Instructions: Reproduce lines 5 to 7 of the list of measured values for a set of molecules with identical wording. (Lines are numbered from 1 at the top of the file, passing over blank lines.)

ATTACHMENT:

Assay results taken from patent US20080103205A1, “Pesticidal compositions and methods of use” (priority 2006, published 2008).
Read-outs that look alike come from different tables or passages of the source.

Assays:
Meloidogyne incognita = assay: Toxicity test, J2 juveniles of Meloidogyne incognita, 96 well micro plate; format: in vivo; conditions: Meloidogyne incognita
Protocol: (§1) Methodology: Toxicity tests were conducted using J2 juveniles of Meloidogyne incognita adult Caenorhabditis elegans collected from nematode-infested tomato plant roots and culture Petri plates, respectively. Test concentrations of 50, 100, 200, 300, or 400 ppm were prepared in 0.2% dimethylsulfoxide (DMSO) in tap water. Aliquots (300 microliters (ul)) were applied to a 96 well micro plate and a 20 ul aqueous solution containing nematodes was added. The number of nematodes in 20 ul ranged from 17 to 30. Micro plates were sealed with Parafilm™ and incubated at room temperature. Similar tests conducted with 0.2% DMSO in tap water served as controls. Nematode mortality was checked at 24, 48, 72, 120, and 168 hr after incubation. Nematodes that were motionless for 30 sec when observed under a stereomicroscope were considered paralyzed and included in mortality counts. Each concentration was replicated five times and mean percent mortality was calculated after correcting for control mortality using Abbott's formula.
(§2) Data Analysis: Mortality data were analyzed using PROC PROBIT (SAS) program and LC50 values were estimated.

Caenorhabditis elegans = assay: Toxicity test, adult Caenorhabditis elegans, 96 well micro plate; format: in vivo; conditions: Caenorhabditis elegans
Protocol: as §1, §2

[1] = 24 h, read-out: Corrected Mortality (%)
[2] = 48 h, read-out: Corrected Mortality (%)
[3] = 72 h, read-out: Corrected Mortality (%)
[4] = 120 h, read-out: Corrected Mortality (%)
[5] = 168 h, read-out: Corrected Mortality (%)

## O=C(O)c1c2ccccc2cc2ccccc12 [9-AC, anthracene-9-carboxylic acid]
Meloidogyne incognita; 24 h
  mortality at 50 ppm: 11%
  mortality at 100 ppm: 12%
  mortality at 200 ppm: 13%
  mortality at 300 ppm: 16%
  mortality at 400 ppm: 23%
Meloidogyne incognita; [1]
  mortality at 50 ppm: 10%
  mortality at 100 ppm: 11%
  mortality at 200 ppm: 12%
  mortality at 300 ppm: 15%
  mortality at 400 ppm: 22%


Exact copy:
Protocol: (§1) Methodology: Toxicity tests were conducted using J2 juveniles of Meloidogyne incognita adult Caenorhabditis elegans collected from nematode-infested tomato plant roots and culture Petri plates, respectively. Test concentrations of 50, 100, 200, 300, or 400 ppm were prepared in 0.2% dimethylsulfoxide (DMSO) in tap water. Aliquots (300 microliters (ul)) were applied to a 96 well micro plate and a 20 ul aqueous solution containing nematodes was added. The number of nematodes in 20 ul ranged from 17 to 30. Micro plates were sealed with Parafilm™ and incubated at room temperature. Similar tests conducted with 0.2% DMSO in tap water served as controls. Nematode mortality was checked at 24, 48, 72, 120, and 168 hr after incubation. Nematodes that were motionless for 30 sec when observed under a stereomicroscope were considered paralyzed and included in mortality counts. Each concentration was replicated five times and mean percent mortality was calculated after correcting for control mortality using Abbott's formula.
(§2) Data Analysis: Mortality data were analyzed using PROC PROBIT (SAS) program and LC50 values were estimated.

Caenorhabditis elegans = assay: Toxicity test, adult Caenorhabditis elegans, 96 well micro plate; format: in vivo; conditions: Caenorhabditis elegans